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The CVE Innovation Lab (Kenya) is to enable the CVE Center for Youth Dialogue research fellows to reflect on the Centre’s 1st Quarter activity report in exchange perspectives with participants and prototype ideas intended to act as a foundation for further ideation with the CVE Centre for Youth Dialogue (Kenya), in its implementation of the 2016 Youths CVE Charter, and the further development of the Youth Engagement Strategy.

The wider connection to CVE CYD’s vision, in which Kenyan university/college students are at the center of collaborative, tech-supported P/CVE process is also central.

American Reference Centre, Bazaar Plaza, Nairobi CBD
Friday 16th June 2017,
12:00 hrs. to 15:00 hrs.

To ascertain the aims, outcomes and ethos of the project, the consultation and design process led to the design of CVE Innovation Lab (Kenya) using the international Jam model as a foundational model. Four phases of the project were considered to connect the interests and manage the expectations of all partners:

  1. Framing the process to the strategic requirements of the commissioning body, CVE Centre of Youth Dialogue (Kenya);
  2. Rooting the process in the wider context of community and needs at the local level, Kenya;
  3. Participants reimagining, designing and prototyping guided by the findings of the Centre’s 1st Quarter activity report;
  4. A post innovation lab analysis to unpack lessons learned, and identify ways in which CVE Centre of Youth Dialogue (Kenya)may incorporate ideas from the innovation lab process and prototypes.

The CVE Innovation Lab (Kenya) shall involve a number of elements to stimulate particular outcomes:
Session 1: Capacity Building
CVE Innovation Lab, in the tradition of a people-centered design process, will use the space of to guide participants through a journey of the use of media and information literacy in the P/CVE process. This will be conducted by the Centre for Media and Information Literacy (CMIL).
Session 2: Experience, empathy and focus
To allow the transition to more specific work around the CVE CYD, drawing upon the experiences of the research fellows and the participants, and enabling exchange of perspectives, including some grievance airing.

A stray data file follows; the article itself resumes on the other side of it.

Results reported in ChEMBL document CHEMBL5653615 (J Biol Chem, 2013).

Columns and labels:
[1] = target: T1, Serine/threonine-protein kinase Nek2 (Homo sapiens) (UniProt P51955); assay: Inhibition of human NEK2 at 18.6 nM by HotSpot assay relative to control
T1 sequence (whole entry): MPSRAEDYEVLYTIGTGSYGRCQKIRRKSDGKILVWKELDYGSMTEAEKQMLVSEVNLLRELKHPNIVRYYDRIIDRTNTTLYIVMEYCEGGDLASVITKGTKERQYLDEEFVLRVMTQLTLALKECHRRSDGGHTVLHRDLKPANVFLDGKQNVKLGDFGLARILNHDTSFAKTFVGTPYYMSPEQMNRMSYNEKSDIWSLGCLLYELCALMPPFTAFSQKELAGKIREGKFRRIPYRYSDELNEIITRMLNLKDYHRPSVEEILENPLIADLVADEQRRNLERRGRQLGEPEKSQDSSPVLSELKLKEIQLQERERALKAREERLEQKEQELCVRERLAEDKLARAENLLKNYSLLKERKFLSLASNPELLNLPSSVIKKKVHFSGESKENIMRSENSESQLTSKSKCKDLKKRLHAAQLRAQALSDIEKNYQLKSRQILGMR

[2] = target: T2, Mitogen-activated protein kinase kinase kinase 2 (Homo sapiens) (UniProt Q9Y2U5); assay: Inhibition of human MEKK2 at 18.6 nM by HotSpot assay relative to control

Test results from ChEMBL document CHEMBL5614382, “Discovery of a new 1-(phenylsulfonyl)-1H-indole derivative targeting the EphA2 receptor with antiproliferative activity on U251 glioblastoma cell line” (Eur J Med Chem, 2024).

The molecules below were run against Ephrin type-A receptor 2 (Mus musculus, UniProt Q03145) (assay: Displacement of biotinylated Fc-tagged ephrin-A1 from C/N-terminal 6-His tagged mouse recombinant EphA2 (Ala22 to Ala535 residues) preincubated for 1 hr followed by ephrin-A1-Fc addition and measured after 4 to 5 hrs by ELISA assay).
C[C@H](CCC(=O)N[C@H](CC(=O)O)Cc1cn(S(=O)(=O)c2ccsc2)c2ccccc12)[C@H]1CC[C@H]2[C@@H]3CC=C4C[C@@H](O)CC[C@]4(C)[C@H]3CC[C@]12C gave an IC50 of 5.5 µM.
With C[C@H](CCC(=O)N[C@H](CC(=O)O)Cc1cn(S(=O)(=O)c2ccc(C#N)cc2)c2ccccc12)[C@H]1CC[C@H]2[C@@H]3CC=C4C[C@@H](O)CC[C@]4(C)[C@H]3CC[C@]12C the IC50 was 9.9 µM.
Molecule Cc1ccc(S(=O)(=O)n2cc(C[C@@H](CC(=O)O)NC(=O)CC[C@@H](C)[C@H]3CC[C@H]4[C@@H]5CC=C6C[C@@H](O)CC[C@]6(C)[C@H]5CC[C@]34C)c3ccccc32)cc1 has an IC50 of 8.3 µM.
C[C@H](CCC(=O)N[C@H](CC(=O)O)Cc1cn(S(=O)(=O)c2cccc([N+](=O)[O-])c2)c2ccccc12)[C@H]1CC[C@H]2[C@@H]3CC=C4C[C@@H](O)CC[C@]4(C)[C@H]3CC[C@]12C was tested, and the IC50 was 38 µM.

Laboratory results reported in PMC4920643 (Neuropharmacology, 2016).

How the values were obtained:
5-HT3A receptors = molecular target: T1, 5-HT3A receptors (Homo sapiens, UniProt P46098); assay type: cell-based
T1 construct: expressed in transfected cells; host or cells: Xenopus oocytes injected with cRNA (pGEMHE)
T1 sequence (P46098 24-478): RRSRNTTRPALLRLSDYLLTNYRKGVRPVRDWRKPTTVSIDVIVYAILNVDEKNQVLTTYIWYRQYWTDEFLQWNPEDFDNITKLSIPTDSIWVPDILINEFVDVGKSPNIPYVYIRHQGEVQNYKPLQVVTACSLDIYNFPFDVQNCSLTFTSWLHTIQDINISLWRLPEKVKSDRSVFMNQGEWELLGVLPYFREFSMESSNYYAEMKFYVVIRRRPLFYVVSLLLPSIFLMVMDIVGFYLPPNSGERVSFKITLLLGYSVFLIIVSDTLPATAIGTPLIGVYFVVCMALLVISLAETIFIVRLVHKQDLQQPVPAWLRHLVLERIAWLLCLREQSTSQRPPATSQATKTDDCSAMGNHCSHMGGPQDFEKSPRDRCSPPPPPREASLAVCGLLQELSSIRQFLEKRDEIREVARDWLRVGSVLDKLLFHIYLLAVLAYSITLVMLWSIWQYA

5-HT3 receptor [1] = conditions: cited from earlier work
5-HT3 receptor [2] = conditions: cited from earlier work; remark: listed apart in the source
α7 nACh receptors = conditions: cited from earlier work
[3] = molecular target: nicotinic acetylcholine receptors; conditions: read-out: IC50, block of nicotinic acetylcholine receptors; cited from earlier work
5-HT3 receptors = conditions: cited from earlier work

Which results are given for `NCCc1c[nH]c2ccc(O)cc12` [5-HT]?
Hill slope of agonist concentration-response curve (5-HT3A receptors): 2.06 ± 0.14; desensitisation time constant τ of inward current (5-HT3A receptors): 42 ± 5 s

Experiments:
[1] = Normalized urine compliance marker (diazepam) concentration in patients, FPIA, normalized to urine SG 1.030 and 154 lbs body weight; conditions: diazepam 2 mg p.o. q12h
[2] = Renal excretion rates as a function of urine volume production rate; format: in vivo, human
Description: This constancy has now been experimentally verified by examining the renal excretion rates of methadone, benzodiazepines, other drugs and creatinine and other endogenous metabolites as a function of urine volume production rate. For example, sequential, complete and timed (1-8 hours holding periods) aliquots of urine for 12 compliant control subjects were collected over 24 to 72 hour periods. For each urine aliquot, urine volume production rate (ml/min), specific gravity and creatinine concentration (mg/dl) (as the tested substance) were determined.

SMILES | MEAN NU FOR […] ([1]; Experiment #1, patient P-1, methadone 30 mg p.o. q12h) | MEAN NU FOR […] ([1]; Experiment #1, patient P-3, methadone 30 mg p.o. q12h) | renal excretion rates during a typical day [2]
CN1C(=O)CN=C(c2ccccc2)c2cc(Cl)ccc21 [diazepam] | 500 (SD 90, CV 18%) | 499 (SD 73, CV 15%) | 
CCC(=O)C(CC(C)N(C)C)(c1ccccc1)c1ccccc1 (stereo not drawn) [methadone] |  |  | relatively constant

The aim is to employ a variety of sensory sensations in the exercise. Thinking, Hearing, Feeling, Doing, Saying and Seeing – built from an empathy map so that people can understand something from different angles. In this specific case, the activity is designed to gauge all these aspects using P/CVE proposition from a young person’s perspective. So, in the absence of real experience we tend to hear a stereotypical experience, which often occurs from a real place. From a young person’s point of view, some of this is very real, or based on their reality and their views should not be dismissed.
This is intended originally as a way of creating empathy around how young people tend to ‘experience’ VE in different ways. This is about real interactions, real information from people, media, what they see in the works through their friends sharing and what they think privately. We also understand that a lot of young people haven’t really thought of VE at all but interestingly, they had formed stereotypes of from TV, social media, popular culture, and political events.
Session 3: Design thinking & Prototyping
This is to support the creative process and to build/test ideas based on a particular question set. Having considered the challenges and solutions, each team will work together to employ creative techniques, to make visual representations of their chosen idea/solution to the assigned question.
Session 4: Pitching
This is to communicate ideas from the groups and elicit feedback. By pitching the prototyped ideas to the whole group, each team gains feedback and refine their idea before competing in a final ‘pitch off’. Presenting their ideas, alongside the prototypes themselves, bring several layers of value:

  1. Increased confidence and achievement;
  2. Facilitate peer learning; and
  3. Consolidate action-based thinking and design.

The pitches convey the CVE Innovation Lab (Kenya) process, which shall lead the groups from meeting as a room full of diverse strangers, through shared grievance and insight, to a set of shared, people-centered prototypes. The pitches themselves are an insight into the experiences and needs of Kenyan university students who have spent time considering the bigger picture, both from VE perspectives, and their wider peer groups.
Collation of materials, analysis and reflection.
Materials created during the sessions, alongside data and post-innovation lab debriefs will be collated as part of the analysis, feeding into the outcome report. This will be followed by an internal ideation sessions to potentially identify the integration of ideas into the CVE CYD strategy and practice if this is seen as appropriate.

The CVE Innovation Lab (Kenya) process is aimed at creating both individual and collective value, connecting directly with the 2016 Youths CVE Charter using techniques that encourage confidence building, grievance airing, peer learning, and design for action.
The sessions are expected create a shared sense of purpose across the cohort, break down barriers between diverse individuals and challenge (mis)perceptions of different Kenyan university students including increased awareness on all ‘sides’. From a practical perspective, the prototypes represent nascent solutions that will act as a starting point for further ideation for the 2nd Quarter of the CVE Centre for Youth Dialogue (Kenya)’s activities.
Insights may be categorized into two forms:

  • Practical lessons learned from the innovation lab itself; and
  • Insights gleaned from participants relating to the aims of the CVE CYD.



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